A thermostat is one of those things you don’t really think about until it stops working properly, especially here in San Jose, California! It is very important because it enables you to regulate the temperature inside your house and control the heating and air capabilities of your system.

If you have a wrong or faulty thermostat, you can be spending much more on heating and air than is necessary. It is crucial that you take your time to find the right thermostat for your home to ensure you maintain a comfortable environment at an affordable price.

Here are some steps that you can follow to find the right thermostat for your home.

Step 1: Check Your Current System

Before you run off to buy one, you need to identify the type of thermostat your current cooling and heating systems use. This will ensure that the thermostat you purchase is the right one for your systems.

Step 2: Select a Thermostat

There are three major types of thermostats that are available. The type of thermostat you choose will depend on:

  • the type of heating and air systems you have
  • the level of interaction you prefer and ease of use
  • the cost of the thermostat

The three types of thermostats are:

Mechanical: These thermostats are often found in older homes and are the simplest to operate. They feature a slider or dial that has to be manually moved to adjust the temperature.

Digital: These thermostats also need to be manually adjusted. However, they feature a digital display that allows you to accurately keep track of the temperature.

Programmable: This type is the best for modern heating and air systems. Temperatures can be set to change based on different times of the day or the week. These thermostats automatically change the temperature using previously configured settings. They help you to save money in the long run.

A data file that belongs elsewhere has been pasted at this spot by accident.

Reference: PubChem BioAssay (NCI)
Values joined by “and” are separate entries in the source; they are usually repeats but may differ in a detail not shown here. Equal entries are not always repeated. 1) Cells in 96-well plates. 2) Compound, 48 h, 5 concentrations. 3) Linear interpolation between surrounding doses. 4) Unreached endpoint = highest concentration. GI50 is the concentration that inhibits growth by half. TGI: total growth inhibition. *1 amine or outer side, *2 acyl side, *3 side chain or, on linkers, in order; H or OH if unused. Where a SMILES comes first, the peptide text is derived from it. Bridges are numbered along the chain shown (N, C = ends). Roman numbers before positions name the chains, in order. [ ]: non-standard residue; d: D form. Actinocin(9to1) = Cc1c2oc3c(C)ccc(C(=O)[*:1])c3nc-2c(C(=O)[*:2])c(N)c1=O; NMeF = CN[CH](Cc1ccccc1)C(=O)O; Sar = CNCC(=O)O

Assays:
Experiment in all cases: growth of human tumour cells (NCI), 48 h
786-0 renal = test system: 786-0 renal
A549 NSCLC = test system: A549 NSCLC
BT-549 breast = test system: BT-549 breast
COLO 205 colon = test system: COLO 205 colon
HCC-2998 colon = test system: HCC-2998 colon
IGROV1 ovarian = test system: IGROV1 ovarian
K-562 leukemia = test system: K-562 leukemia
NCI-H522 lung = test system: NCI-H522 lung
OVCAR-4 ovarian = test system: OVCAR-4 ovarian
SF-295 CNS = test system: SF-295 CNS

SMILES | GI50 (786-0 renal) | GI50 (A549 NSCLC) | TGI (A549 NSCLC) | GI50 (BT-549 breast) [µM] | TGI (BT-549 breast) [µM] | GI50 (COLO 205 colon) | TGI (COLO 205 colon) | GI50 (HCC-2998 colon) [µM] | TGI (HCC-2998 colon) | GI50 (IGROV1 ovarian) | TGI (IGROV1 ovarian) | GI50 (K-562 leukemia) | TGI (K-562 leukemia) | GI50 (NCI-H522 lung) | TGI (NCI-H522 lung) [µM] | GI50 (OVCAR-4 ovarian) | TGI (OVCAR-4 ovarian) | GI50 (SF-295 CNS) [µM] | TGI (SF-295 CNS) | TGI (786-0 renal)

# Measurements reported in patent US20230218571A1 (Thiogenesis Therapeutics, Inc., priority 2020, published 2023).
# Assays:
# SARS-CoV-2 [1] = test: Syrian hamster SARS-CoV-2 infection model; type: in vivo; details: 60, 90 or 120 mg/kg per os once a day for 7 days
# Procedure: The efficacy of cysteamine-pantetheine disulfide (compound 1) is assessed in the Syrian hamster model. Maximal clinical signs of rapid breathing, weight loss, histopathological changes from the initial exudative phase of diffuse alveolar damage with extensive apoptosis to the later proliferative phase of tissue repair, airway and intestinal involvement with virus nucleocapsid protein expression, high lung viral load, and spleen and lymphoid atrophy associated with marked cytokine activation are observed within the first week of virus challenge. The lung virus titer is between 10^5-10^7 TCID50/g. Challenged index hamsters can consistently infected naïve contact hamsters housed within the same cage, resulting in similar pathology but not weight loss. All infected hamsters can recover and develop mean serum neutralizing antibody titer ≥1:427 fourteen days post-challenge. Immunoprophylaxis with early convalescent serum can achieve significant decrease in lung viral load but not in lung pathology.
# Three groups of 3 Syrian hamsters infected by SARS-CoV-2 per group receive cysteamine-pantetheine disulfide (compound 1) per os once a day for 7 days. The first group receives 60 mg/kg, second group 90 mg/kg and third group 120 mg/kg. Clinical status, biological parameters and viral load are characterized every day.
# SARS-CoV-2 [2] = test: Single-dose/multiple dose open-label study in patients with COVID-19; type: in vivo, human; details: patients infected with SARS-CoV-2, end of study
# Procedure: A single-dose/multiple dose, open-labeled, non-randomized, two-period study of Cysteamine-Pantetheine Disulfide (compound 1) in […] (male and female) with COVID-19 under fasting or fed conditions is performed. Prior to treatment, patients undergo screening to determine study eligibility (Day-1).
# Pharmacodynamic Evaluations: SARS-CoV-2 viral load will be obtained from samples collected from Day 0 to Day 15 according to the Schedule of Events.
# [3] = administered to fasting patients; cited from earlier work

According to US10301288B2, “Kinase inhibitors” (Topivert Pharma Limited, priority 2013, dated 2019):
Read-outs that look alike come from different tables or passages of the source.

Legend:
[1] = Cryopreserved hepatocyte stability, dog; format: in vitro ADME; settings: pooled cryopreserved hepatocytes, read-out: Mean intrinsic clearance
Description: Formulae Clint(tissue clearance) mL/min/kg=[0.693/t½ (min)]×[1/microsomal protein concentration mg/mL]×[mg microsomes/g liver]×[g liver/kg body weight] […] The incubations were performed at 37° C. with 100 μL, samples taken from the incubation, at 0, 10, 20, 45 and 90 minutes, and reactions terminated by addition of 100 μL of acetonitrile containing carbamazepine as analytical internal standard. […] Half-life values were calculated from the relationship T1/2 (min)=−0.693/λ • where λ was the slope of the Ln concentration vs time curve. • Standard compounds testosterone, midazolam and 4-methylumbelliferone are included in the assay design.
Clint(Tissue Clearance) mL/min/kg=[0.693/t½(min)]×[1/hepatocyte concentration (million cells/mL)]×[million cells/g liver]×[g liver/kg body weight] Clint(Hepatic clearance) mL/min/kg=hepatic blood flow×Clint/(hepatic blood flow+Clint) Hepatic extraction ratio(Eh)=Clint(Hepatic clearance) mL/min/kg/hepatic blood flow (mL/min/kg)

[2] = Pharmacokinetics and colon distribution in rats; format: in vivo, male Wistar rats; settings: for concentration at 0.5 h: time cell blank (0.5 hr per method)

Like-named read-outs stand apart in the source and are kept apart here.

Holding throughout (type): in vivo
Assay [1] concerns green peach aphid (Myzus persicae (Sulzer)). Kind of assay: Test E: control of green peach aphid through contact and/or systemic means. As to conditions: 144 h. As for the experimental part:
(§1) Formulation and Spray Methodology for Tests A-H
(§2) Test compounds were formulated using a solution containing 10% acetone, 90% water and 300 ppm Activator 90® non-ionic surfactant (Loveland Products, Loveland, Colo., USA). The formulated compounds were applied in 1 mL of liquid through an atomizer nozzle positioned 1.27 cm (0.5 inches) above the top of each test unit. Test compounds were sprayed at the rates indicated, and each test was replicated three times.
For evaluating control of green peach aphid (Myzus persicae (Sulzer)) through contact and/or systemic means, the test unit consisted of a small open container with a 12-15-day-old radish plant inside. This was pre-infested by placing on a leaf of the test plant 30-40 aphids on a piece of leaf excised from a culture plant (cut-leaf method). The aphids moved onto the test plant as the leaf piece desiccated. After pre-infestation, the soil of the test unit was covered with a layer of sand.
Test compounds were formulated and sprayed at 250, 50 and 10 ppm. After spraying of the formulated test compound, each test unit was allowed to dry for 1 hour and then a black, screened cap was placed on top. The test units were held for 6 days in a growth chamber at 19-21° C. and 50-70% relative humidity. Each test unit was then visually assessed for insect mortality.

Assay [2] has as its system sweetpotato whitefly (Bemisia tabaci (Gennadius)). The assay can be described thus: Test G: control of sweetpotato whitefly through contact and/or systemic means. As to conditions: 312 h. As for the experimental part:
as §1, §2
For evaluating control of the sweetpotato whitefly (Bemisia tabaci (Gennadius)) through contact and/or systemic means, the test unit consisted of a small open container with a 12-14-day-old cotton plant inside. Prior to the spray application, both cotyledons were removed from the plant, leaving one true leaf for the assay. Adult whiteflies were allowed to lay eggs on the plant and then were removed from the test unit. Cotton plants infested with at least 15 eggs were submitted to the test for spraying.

Step 3: Install the Thermostat

Once you have found the correct thermostat, use it to replace the old one. Ensure that it is properly installed so that the unit gets an accurate reading of the indoor temperature. Avoid placing thermostats on outside walls.

Step 4: Set the Temperature

For both manual and digital thermostats, you will need to set the temperature manually. Turn the unit off when no one is home for extended periods. You can also turn the thermostat down when you leave for work in the mornings to save energy. If you have a programmable thermostat, set the temperature to compensate for the number of people in the house at different times of the day.

 

Selecting the right thermostat is easy when you have the right information. Take time to consider the different options available to you.

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